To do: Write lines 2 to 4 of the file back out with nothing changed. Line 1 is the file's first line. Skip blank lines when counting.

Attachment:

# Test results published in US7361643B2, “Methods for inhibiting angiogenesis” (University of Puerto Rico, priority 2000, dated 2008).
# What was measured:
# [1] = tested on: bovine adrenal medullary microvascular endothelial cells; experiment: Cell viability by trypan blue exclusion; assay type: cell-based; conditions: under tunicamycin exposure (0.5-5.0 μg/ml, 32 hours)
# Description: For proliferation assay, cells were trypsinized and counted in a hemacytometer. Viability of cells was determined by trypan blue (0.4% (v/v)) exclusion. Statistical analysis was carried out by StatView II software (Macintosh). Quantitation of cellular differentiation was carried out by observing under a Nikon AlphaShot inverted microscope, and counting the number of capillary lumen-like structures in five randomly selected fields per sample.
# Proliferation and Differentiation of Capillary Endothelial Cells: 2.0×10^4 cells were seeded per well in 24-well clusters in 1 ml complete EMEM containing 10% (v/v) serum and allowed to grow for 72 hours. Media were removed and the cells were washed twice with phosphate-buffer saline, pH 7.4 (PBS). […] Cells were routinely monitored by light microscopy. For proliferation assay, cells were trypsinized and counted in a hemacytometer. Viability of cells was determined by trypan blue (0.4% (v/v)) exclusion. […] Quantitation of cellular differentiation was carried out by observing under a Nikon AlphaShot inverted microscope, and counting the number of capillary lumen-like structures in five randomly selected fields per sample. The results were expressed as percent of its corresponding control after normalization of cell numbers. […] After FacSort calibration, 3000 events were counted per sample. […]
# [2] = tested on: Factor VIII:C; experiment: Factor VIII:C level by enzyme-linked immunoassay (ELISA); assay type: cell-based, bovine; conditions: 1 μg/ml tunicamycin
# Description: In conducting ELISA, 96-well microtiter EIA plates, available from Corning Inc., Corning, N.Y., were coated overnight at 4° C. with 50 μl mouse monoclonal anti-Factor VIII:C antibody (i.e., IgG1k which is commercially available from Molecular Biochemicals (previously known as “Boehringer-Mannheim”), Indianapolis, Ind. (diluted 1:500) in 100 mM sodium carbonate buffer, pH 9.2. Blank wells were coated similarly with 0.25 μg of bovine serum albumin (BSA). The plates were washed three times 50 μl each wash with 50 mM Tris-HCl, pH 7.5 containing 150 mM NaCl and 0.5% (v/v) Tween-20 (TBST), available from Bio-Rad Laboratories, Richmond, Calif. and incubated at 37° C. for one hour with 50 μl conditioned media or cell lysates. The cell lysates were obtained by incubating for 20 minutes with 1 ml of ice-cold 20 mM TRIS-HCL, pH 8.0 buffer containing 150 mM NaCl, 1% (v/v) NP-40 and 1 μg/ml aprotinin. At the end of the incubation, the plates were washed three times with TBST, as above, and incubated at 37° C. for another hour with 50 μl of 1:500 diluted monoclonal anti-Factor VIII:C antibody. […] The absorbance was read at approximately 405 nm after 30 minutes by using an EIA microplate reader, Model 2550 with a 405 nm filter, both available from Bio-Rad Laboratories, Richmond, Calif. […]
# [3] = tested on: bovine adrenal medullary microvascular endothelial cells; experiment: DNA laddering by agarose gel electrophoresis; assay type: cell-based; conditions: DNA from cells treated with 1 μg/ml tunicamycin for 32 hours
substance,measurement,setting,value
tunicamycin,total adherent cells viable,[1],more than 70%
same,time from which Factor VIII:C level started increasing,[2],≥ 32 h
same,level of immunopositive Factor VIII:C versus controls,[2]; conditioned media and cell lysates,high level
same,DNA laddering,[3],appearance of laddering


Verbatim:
# What was measured:
# [1] = tested on: bovine adrenal medullary microvascular endothelial cells; experiment: Cell viability by trypan blue exclusion; assay type: cell-based; conditions: under tunicamycin exposure (0.5-5.0 μg/ml, 32 hours)
# Description: For proliferation assay, cells were trypsinized and counted in a hemacytometer. Viability of cells was determined by trypan blue (0.4% (v/v)) exclusion. Statistical analysis was carried out by StatView II software (Macintosh). Quantitation of cellular differentiation was carried out by observing under a Nikon AlphaShot inverted microscope, and counting the number of capillary lumen-like structures in five randomly selected fields per sample.